In “Forgotten First Ascents,” Owen Clarke is digging up cool climbs from the past and talking to the climbers who made them happen. This week: the South Face of Minaret Peak, Iran, 1998.
Just a few days before Al Read left for a climbing trip to Iran in 1998, a column ran in the newspaper about a German businessman who had impregnated an Iranian medical student and been sentenced to death. Local disposition towards foreigners, imagined Read, would be somewhat sour. As his plane approached Tehran, Read became nervous and started going through his pack, trying to throw out things that might be offensive to Iranians. Read was no stranger to international conflict: as a Foreign Service officer, he had served stints in Calcutta during the Bangladesh War (1971) and later in Kathmandu (1974). He left the Foreign Service at the end of three years after being invited to invest in a company which led mountain expeditions into the Himalaya. He went on to start the first white water river rafting company in the Himalaya, as well as worked to save the last Bengal tigers through international tourism. He was anxious that his Foreign service history would come up as a dangerous red flag to the Iranians.
“It was dark when we landed,” said Read. “A bus came out to pick us up, and we were surrounded by guards with machine guns.” While in line to get his passport checked, Read kept moving to the back of the group, letting other passengers go ahead because he was so nervous. Finally, he handed his passport to a large, scowling customs official. “He checked it over carefully and stamped it,” said Read, “and when he gave it back, he looked up with a big smile and said, ‘Welcome to Iran!’ From that moment on, I’d never been to a more friendly place.”
A member of the first team to climb Denali’s East Buttress, Read was the founder of travel company Geographic Expeditions and a co-owner and 20-year-president of the legendary Exum Guides. He has numerous first ascents in the Tetons to his name, and led several first ascent expeditions in Nepal, including Gaurishankar (7,134 meters/23,406 feet) and Cholatse (6,440 meters/21,130 feet). He was also a member of the tragic American Dhaulagiri I (8,167 meters/26,795 feet) expedition in 1969, which saw seven team members perish in an avalanche.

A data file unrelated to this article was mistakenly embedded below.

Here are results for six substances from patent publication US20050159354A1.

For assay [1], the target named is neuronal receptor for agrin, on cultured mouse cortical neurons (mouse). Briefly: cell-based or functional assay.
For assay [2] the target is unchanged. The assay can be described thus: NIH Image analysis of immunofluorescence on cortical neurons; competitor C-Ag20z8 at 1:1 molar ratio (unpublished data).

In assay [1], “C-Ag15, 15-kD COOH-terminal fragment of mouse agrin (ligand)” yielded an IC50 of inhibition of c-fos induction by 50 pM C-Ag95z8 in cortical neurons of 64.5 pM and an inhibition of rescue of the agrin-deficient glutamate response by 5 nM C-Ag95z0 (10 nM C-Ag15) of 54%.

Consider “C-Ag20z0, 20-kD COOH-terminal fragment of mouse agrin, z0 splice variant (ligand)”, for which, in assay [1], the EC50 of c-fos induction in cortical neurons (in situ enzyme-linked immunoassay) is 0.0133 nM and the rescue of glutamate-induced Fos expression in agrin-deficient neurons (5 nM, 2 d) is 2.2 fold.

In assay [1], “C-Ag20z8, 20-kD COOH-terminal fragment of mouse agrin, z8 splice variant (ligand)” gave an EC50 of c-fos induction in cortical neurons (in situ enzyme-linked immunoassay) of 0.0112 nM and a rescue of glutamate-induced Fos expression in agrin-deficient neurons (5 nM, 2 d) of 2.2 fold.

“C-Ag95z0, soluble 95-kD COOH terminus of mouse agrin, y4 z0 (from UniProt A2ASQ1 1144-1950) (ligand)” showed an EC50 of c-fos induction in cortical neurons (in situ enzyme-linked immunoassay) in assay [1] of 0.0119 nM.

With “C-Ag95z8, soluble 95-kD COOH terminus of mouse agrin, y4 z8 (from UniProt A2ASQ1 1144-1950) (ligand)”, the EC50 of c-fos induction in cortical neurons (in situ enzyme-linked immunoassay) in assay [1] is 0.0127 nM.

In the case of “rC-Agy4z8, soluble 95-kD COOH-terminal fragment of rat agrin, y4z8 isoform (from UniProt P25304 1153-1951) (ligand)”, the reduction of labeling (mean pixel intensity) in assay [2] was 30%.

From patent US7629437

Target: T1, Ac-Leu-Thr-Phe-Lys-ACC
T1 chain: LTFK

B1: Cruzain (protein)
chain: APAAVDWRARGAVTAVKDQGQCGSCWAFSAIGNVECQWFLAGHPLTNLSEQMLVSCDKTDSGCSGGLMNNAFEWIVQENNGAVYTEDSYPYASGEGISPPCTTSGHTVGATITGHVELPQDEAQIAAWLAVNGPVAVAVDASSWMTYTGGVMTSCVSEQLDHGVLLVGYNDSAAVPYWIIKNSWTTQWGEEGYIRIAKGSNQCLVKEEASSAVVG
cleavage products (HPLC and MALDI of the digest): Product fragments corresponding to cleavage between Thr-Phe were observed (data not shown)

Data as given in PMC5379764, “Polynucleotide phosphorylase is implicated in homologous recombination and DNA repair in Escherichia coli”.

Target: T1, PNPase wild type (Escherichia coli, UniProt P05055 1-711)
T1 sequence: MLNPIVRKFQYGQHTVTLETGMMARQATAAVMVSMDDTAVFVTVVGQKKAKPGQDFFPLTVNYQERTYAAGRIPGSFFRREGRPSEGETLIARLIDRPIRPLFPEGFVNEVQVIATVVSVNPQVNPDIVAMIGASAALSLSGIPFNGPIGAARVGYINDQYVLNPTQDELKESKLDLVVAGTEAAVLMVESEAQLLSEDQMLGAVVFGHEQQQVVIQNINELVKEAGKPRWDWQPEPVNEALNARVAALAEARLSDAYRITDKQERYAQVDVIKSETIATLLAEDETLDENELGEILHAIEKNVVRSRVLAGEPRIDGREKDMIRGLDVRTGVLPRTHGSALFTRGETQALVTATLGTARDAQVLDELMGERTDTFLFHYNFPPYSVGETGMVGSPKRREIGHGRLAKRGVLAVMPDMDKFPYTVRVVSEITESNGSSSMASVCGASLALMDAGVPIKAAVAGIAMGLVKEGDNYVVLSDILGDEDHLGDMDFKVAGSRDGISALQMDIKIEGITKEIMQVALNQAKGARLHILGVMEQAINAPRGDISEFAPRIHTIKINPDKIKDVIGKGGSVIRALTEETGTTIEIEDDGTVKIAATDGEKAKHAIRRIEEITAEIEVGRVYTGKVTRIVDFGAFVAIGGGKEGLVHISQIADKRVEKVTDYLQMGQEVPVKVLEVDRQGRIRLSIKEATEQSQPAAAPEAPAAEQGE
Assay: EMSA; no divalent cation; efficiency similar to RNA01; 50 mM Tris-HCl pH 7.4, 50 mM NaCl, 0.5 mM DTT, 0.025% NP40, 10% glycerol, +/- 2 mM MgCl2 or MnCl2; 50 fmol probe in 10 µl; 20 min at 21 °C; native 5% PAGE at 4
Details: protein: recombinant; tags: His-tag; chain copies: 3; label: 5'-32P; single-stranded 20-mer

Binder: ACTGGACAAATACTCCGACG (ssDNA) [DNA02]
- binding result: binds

Read and close friend and fellow Exum employee Jean Weiss, an accomplished climber herself, met up with Hooman Aprin in Tehran, another Exum guide born in Iran, and Abbas Jafari, an Iranian climber and guide. Aprin, a climber since the age of 14—when he soloed Mt. Damavand (5,610 meters/18,406 feet), the highest peak in the Middle East—had participated in over a dozen Himalayan expeditions, leading many, and pioneered a new route on Ama Dablam (6,812 meters/22,349 feet) in 1985. He became the first Iranian to summit Everest in 1990.
Read and the others checked out the U.S. Embassy, which had been taken over only a few years back during the Iranian Hostage Crisis.
“I’d been in places where we had to put thermite grenades on the safes to burn all our documents,” said Read of his Foreign Service days. The U.S. Embassy hadn’t had time to do that, he noted. They had shredded their sensitive documents before the Embassy was stormed, and the Iranians had painstakingly pieced all the documents back together.
Venturing into the Alborz mountains north of Tehran, the team established a base camp at 11,500 feet in the remote Hezar Chal Valley. The following day, they climbed a new route (III 5.0) on the south face of Minaret Peak (13,770 ft). It followed a snow gully for several pitches, which led into a short segment on loose rock to the left buttress, and another gully to the summit. At the top, Abbas decided that the peak would be renamed Exum Minaret after the Exum Guides.
“It was a real honor,” said Read. “Though I’m not sure if it stuck,” he added, laughing.
The highlight of the trip for Read, however, wasn’t their new route, but an ascent of Alam Kuh (16,200 feet), Iran’s second tallest peak, which he summited with Jafari and Aprin. “We followed a long ridgeline, traversed several little towers. It’s a big massif, the whole thing was fairly wild. The climbing wasn’t hard, but the whole experience was just wild, climbing this peak in Iran.” They spent two more weeks in Iran, doing some climbing and exploring, before returning home.
Aprin passed away in 2015 at the age of 68 due to dementia. Jafari has also since passed away, during a river trip to Nepal, according to Weiss. Weiss now lives in Boulder. A piece she wrote about her experience as a woman in Iran can be found here. Read usually resides in Jackson Hole with his wife, but has relocated to the Bay Area due to COVID-19. The couple travels to Argentina each winter.
“Mountain climbing, for me, was just an excuse to go to these very interesting places,” said Read. “It’s made my life full of great joy.”
Owen Clarke, 23, is a climber and writer based in Alabama. He enjoys Southern sandstone and fresh fish tacos. He is afraid of heights. Follow him on Instagram at @opops13.